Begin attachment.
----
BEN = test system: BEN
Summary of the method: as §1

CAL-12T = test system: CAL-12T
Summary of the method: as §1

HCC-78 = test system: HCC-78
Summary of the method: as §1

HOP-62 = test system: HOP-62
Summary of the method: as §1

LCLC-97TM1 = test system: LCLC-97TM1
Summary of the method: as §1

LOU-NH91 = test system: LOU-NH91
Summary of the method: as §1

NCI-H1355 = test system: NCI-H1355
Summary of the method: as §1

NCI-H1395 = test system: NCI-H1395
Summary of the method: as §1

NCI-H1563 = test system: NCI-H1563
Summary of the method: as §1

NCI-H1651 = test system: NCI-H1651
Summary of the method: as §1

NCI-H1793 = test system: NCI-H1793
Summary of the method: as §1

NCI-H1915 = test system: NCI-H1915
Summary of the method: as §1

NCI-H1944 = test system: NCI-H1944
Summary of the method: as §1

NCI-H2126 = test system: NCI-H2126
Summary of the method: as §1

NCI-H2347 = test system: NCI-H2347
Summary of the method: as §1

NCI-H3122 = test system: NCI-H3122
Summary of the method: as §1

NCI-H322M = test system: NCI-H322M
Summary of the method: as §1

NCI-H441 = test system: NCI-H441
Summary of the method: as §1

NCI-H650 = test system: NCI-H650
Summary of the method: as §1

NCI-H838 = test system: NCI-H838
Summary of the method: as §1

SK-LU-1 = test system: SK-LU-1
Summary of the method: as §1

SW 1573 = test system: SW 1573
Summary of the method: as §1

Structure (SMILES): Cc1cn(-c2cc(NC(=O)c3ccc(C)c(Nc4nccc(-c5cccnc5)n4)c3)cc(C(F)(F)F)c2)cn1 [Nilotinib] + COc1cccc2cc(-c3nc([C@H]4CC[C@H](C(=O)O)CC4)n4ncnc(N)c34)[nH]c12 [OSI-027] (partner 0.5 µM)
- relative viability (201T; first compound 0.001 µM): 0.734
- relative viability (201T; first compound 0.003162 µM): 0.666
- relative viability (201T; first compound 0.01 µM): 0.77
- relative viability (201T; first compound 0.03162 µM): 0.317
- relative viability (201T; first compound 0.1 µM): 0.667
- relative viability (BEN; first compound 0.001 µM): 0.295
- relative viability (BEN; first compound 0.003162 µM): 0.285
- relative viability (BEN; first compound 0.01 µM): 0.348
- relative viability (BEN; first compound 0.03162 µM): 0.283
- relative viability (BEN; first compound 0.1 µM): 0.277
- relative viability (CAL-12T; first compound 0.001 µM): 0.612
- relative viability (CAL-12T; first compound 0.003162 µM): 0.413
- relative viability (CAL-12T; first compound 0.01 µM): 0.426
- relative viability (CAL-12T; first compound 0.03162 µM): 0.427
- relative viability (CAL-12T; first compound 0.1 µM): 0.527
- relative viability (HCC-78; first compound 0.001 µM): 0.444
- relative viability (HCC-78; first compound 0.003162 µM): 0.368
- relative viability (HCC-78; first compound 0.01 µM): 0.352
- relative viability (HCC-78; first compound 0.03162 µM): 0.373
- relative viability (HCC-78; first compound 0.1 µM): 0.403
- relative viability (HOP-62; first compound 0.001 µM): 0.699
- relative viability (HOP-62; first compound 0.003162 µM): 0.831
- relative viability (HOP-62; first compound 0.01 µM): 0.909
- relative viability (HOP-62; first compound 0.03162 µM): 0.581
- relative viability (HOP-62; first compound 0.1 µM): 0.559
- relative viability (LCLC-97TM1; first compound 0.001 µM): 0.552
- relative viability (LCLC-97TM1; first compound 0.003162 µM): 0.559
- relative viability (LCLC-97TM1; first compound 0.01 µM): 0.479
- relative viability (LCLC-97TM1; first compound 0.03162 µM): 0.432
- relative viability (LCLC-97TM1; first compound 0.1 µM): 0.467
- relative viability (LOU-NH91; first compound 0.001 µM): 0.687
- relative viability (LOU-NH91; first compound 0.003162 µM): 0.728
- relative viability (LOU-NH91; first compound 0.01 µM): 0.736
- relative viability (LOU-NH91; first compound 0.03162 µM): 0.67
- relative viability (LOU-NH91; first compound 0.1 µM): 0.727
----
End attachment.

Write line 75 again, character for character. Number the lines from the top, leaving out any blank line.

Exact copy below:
- relative viability (LCLC-97TM1; first compound 0.1 µM): 0.467